The Encyclopedia of Arda - an interactive guide to the world of J.R.R. Tolkien
Dates
Born in Valinor during the Years of the Trees, slain I 400
Race
Division
Family
Meaning
'Aredhel' means 'Noble Elf', 'Ar-Feiniel' means 'White Lady (of the Noldor)'
Pronunciation
A'rethel Ar-Fey'niel
('th' as in 'these')
Titles

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  • Updated 21 March 2008
  • This entry is complete
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The sister of Fingon and Turgon, Aredhel was born in the Undying Lands and grew to be tall and strong. Pale of skin and dark of hair, she dressed in silvers and whites, and so became known as the White Lady of the Noldor. She roamed the lands of the Valar, and hunted far and wide with the Sons of Fëanor before the Darkening of Valinor.

When the Noldor departed from Aman for Middle-earth, Aredhel travelled with them, and dwelt for a while in Nevrast with her brother Turgon. After Gondolin was built, she travelled there with the rest of Turgon's people. For one who had hunted far and wide in Valinor in the days of the Two Trees, the hidden valley of Tumladen seemed confining, and at last, to Turgon's great dismay, Aredhel left Gondolin.

Turgon sent an escort with his sister, and advised them to make for their brother Fingon in Hithlum, but instead Aredhel set out eastwards to find her friends the Sons of Fëanor. Separated from her escort, she came to Himlad, and from there entered the enchanted woods of Nan Elmoth, where she was found by Eöl the Dark Elf.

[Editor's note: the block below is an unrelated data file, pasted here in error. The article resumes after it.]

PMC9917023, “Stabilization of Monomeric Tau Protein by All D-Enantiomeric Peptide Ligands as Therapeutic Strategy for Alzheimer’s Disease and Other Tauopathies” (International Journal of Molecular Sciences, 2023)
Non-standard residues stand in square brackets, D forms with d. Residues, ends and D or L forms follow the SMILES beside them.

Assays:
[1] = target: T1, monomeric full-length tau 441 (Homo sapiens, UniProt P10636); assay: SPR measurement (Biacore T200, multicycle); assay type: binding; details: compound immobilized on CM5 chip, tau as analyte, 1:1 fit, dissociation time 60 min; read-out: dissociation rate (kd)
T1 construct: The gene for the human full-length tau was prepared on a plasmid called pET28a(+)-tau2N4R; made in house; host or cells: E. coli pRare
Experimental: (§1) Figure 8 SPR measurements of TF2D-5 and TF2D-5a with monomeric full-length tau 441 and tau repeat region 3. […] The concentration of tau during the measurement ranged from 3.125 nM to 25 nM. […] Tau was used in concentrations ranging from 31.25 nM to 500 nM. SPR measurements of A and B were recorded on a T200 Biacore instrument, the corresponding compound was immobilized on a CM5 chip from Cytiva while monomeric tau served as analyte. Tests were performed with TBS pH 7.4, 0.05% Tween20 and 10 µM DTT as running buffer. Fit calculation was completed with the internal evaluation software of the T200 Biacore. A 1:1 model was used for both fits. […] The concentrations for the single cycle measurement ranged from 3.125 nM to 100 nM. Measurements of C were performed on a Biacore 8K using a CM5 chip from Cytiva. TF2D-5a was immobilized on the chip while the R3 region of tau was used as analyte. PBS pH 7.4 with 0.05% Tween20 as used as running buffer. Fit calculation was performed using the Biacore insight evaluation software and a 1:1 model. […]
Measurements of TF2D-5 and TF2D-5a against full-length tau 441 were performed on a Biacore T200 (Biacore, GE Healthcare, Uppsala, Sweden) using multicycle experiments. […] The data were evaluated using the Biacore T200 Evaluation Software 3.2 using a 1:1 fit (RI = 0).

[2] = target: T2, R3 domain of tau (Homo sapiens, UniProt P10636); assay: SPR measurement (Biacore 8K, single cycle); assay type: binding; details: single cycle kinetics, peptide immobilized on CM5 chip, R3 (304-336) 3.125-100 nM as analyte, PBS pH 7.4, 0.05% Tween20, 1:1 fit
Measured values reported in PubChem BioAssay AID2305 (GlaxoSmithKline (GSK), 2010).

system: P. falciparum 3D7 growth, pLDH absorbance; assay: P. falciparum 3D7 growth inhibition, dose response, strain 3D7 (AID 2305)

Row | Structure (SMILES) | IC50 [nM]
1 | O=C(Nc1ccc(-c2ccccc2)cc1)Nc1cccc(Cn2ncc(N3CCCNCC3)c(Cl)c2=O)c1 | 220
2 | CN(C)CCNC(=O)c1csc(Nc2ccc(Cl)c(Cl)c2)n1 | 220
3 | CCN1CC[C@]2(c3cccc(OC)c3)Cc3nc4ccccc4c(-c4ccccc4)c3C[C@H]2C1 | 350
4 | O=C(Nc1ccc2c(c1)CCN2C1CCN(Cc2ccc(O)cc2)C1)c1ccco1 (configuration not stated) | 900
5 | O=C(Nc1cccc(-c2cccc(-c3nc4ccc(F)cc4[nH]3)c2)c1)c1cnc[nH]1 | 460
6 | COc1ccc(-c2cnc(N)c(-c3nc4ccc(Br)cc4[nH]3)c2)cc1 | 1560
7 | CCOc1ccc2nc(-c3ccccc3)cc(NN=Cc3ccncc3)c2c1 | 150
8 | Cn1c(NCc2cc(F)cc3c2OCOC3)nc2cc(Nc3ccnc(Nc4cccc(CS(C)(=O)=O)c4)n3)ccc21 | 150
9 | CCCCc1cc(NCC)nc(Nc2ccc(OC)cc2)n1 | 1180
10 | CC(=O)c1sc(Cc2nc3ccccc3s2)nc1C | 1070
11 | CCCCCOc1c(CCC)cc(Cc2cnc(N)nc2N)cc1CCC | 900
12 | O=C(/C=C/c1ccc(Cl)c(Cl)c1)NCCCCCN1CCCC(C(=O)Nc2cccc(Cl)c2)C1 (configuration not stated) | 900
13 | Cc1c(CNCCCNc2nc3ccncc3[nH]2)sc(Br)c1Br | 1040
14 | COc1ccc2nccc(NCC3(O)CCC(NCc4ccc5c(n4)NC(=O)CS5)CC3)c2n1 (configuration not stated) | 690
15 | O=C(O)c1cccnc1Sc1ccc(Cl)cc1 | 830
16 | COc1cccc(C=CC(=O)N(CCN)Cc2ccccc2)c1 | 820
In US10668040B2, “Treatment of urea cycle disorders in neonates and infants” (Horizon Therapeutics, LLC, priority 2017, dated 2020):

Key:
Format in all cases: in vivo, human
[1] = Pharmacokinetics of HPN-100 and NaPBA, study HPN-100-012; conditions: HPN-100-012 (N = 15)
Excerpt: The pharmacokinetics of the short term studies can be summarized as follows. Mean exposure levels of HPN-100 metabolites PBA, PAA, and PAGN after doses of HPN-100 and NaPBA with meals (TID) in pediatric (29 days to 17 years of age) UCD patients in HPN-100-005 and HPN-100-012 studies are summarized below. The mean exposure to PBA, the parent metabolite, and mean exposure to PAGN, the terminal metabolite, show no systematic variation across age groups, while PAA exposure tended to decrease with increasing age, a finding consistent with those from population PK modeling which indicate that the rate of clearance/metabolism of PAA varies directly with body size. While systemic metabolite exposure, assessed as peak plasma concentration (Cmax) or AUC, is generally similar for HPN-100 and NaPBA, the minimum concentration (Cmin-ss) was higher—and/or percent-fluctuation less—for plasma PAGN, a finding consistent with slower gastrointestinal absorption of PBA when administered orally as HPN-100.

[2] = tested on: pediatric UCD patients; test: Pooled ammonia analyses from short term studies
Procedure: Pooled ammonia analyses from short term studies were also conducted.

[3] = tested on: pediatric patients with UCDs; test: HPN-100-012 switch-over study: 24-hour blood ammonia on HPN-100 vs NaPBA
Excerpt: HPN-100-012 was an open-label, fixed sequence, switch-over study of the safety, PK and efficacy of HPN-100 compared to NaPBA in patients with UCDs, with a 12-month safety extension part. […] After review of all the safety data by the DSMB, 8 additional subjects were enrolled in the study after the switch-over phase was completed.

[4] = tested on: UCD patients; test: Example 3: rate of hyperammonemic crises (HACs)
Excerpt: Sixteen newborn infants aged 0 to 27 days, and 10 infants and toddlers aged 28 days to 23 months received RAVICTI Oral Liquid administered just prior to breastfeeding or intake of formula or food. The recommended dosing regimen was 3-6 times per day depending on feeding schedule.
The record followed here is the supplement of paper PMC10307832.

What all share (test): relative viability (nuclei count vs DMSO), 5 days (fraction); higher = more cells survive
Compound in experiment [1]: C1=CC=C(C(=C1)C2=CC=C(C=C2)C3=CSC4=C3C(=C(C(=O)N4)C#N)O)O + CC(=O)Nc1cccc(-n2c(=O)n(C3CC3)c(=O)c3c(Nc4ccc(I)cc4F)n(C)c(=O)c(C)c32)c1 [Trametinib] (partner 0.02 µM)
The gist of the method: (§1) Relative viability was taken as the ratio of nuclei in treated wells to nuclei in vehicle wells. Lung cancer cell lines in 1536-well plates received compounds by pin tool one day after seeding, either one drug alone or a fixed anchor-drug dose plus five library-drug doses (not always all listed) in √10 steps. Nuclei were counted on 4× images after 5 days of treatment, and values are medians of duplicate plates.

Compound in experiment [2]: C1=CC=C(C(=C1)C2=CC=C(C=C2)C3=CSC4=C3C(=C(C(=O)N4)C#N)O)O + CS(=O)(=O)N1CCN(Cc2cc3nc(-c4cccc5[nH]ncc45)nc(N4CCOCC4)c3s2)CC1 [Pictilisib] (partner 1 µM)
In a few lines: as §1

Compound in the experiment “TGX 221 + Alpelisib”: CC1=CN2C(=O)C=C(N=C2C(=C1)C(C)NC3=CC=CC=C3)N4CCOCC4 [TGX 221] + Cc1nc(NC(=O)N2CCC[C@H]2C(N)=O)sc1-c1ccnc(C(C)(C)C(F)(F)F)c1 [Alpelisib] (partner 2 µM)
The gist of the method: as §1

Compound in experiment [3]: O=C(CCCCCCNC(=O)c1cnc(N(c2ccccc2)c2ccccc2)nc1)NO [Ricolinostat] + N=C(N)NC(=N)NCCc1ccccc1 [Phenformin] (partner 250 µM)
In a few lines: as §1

Eöl took Aredhel to wife, and she bore him a son under the dark trees of the wood, who became known as Maeglin. Eöl hated the sunlight, and so Aredhel dwelt in the dark beneath the trees of Nan Elmoth for nearly a century. At last she decided to leave her husband and travel back to her brother in Gondolin. Waiting until Eöl was away from his halls, she took her son Maeglin and set out for Gondolin.

When the journey was completed, Turgon received his sister and his new nephew gladly, but it was soon discovered that Eöl had returned to his halls sooner than they had guessed, and tracked his wife and son from there to the Hidden City. Once inside the city's gates, Turgon's law prevented him from ever leaving again, and he was offered a choice: to remain within Turgon's walls, or to die. Maddened, Eöl chose death for himself and for Maeglin, and threw a poisoned dart at his son. Aredhel dashed to stop it, but was wounded herself, dying soon afterwards.

So ended the White Lady of the Noldor. Turgon had Eöl slain in punishment for his crime, but Aredhel's son Maeglin remained in Gondolin, the city that his treachery would eventually destroy.


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